Powtech 2016: Cryogenic grinding and recycling with cryogenic gases from Messer
The industrial gases specialist Messer is presenting its solutions for the cryogenic grinding of composite materials, plastics and foodstuffs at the Powtech 2016 in Nuremberg (Hall 4A, Stand 4A-531).
The fields of application of the materials could hardly be more varied, but the grinding process is always adapted to the different requirements. Messer's cryogenic processes use cryogenic gases, such as nitrogen and carbon dioxide, and allow a wide range of different materials to be pulverised or recycled. These not only include thermoplastics, elastomers, waxes and paint additives but also spices, which would lose their aroma and flavour substances due to the high temperatures involved during the grinding process. At the Powtech 2016 in Nuremberg from the 19th to the 21st of April, Messer will be showing grinding samples from the rubber and elastomers, foods and spices, thermoplastic polymers and composite material separation processing sectors. The world's largest privately managed industrial gases manufacturer is an international supplier of cryogenic gas applications for the powder production and operates its own cryogenic grinding and recycling technical centre near Krefeld, Germany, where its conducts grinding trials using customer products.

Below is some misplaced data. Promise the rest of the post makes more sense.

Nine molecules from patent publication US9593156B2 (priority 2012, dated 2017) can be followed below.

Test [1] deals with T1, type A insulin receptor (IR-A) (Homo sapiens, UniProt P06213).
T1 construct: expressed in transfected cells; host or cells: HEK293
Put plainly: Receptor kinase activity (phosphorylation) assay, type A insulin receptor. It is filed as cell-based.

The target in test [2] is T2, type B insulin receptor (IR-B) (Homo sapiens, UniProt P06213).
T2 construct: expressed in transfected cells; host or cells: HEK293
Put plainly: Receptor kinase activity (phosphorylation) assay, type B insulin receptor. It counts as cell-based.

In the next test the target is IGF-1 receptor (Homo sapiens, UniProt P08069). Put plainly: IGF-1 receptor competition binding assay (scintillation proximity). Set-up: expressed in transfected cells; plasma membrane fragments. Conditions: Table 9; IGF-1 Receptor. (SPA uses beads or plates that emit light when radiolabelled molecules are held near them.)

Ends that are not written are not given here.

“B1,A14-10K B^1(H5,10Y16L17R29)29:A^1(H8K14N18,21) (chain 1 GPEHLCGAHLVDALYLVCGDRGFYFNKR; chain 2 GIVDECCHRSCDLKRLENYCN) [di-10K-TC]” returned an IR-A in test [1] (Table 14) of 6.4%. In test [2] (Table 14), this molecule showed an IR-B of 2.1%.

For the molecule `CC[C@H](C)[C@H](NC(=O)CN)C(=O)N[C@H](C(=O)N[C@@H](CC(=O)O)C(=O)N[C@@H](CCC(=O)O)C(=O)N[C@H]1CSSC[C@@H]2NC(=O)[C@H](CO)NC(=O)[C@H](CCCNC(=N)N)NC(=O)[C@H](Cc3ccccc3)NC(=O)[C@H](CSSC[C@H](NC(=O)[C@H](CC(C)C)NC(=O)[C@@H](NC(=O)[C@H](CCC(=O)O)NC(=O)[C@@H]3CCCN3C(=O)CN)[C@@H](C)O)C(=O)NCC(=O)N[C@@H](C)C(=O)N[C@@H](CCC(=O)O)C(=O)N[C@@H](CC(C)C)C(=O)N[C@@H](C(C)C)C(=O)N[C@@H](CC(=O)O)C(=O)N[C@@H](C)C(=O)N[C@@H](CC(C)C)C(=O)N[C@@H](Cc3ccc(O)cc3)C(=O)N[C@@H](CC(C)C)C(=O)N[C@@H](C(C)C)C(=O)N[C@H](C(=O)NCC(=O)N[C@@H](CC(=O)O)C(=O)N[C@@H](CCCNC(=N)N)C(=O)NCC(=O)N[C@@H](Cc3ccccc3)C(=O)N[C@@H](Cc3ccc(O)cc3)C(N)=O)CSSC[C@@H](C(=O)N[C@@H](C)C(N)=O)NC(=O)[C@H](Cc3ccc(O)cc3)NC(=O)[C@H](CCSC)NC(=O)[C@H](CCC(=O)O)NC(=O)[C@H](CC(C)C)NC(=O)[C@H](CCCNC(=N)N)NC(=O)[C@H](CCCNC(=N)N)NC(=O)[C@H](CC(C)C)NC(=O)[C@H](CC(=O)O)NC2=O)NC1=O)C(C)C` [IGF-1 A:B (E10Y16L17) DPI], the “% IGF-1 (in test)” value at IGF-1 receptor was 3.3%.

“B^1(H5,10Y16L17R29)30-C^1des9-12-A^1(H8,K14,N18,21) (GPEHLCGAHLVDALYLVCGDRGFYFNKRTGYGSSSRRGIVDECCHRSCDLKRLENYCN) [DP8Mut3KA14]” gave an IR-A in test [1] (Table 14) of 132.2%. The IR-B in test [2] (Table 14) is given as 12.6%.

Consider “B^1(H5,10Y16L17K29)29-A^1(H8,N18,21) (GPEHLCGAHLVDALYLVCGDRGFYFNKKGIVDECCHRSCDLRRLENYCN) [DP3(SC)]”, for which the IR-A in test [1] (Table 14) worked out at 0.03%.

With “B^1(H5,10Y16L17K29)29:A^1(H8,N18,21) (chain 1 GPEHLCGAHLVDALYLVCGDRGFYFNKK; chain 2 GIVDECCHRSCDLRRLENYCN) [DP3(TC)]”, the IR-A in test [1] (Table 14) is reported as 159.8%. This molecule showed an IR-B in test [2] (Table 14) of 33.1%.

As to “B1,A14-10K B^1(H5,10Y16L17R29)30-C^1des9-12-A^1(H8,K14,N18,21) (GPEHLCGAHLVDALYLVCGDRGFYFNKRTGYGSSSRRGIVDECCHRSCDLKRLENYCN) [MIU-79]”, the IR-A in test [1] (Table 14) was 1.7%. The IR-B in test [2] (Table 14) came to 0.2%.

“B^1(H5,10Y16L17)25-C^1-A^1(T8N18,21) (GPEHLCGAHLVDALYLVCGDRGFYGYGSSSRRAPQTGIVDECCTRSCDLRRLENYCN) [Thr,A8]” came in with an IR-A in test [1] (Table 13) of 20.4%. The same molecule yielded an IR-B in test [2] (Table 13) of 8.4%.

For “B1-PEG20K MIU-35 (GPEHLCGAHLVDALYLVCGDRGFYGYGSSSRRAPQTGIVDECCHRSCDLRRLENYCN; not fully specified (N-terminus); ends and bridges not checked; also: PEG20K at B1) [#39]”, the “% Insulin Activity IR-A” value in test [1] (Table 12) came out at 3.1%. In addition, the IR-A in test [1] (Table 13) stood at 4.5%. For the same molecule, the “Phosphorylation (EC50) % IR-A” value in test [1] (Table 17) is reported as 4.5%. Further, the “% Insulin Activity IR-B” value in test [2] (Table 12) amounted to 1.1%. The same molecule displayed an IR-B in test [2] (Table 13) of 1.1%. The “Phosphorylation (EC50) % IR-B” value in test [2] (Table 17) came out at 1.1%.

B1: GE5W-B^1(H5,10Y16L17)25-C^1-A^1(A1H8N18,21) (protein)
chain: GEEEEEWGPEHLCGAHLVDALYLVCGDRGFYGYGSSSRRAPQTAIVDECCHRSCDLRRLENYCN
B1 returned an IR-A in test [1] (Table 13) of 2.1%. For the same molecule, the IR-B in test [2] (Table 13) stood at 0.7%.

Cryogenic grinding and separation of composite materials
During the cryogenic grinding process, the materials to be ground are cooled with liquid nitrogen or carbon dioxide to make them brittle resulting in a particularly fine grain. This allows composite materials to be separated into their individual components in a cost-effective and environmentally friendly manner. Messer is a single-source supplier of all the gases and hardware that are required. Sample batches are produced, grinding parameters determined and production costs estimated at Messer's cryogenic grinding and recycling technical centre.
The entire plant set-up serves as a reference, as it corresponds to a production plant. The results obtained here are of particular interest because they can be applied to large-scale production, too.